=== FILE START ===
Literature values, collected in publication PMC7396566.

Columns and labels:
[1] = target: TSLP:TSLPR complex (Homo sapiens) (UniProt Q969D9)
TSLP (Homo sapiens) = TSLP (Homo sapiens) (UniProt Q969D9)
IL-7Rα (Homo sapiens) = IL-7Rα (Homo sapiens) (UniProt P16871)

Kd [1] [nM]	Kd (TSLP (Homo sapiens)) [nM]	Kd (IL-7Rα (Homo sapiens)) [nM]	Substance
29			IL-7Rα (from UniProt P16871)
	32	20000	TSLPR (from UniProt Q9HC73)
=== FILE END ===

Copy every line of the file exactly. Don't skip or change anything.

Literature values, collected in publication PMC7396566.

Columns and labels:
[1] = target: TSLP:TSLPR complex (Homo sapiens) (UniProt Q969D9)
TSLP (Homo sapiens) = TSLP (Homo sapiens) (UniProt Q969D9)
IL-7Rα (Homo sapiens) = IL-7Rα (Homo sapiens) (UniProt P16871)

Kd [1] [nM]	Kd (TSLP (Homo sapiens)) [nM]	Kd (IL-7Rα (Homo sapiens)) [nM]	Substance
29			IL-7Rα (from UniProt P16871)
	32	20000	TSLPR (from UniProt Q9HC73)